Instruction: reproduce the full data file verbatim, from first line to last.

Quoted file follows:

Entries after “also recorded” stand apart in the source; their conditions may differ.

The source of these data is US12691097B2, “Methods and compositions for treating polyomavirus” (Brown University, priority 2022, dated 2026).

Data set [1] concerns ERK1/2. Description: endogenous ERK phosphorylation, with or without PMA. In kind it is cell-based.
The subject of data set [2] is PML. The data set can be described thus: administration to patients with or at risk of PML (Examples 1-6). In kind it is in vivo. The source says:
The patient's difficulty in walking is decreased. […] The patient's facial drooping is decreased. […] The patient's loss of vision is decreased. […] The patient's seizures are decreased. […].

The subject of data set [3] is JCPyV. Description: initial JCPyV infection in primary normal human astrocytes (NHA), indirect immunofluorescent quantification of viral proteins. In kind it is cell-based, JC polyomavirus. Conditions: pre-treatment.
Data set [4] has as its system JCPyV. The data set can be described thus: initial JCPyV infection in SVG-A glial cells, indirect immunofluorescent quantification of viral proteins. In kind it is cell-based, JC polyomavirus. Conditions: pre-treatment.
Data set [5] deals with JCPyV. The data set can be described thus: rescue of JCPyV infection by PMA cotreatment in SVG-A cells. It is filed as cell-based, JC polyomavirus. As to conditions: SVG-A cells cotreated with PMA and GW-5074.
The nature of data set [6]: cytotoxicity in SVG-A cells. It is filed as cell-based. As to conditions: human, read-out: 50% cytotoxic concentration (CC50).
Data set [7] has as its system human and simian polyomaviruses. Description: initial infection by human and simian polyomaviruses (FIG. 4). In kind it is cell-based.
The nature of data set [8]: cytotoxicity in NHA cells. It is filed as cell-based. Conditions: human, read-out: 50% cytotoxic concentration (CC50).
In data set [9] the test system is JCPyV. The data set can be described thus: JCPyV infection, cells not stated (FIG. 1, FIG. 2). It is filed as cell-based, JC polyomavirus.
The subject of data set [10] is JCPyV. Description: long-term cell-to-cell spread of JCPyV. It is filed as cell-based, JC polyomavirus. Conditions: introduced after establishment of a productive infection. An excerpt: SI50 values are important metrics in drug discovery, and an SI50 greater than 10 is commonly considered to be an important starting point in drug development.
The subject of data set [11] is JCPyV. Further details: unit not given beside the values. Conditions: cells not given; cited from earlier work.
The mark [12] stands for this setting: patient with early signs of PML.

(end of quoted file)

Entries after “also recorded” stand apart in the source; their conditions may differ.

The source of these data is US12691097B2, “Methods and compositions for treating polyomavirus” (Brown University, priority 2022, dated 2026).

Data set [1] concerns ERK1/2. Description: endogenous ERK phosphorylation, with or without PMA. In kind it is cell-based.
The subject of data set [2] is PML. The data set can be described thus: administration to patients with or at risk of PML (Examples 1-6). In kind it is in vivo. The source says:
The patient's difficulty in walking is decreased. […] The patient's facial drooping is decreased. […] The patient's loss of vision is decreased. […] The patient's seizures are decreased. […].

The subject of data set [3] is JCPyV. Description: initial JCPyV infection in primary normal human astrocytes (NHA), indirect immunofluorescent quantification of viral proteins. In kind it is cell-based, JC polyomavirus. Conditions: pre-treatment.
Data set [4] has as its system JCPyV. The data set can be described thus: initial JCPyV infection in SVG-A glial cells, indirect immunofluorescent quantification of viral proteins. In kind it is cell-based, JC polyomavirus. Conditions: pre-treatment.
Data set [5] deals with JCPyV. The data set can be described thus: rescue of JCPyV infection by PMA cotreatment in SVG-A cells. It is filed as cell-based, JC polyomavirus. As to conditions: SVG-A cells cotreated with PMA and GW-5074.
The nature of data set [6]: cytotoxicity in SVG-A cells. It is filed as cell-based. As to conditions: human, read-out: 50% cytotoxic concentration (CC50).
Data set [7] has as its system human and simian polyomaviruses. Description: initial infection by human and simian polyomaviruses (FIG. 4). In kind it is cell-based.
The nature of data set [8]: cytotoxicity in NHA cells. It is filed as cell-based. Conditions: human, read-out: 50% cytotoxic concentration (CC50).
In data set [9] the test system is JCPyV. The data set can be described thus: JCPyV infection, cells not stated (FIG. 1, FIG. 2). It is filed as cell-based, JC polyomavirus.
The subject of data set [10] is JCPyV. Description: long-term cell-to-cell spread of JCPyV. It is filed as cell-based, JC polyomavirus. Conditions: introduced after establishment of a productive infection. An excerpt: SI50 values are important metrics in drug discovery, and an SI50 greater than 10 is commonly considered to be an important starting point in drug development.
The subject of data set [11] is JCPyV. Further details: unit not given beside the values. Conditions: cells not given; cited from earlier work.
The mark [12] stands for this setting: patient with early signs of PML.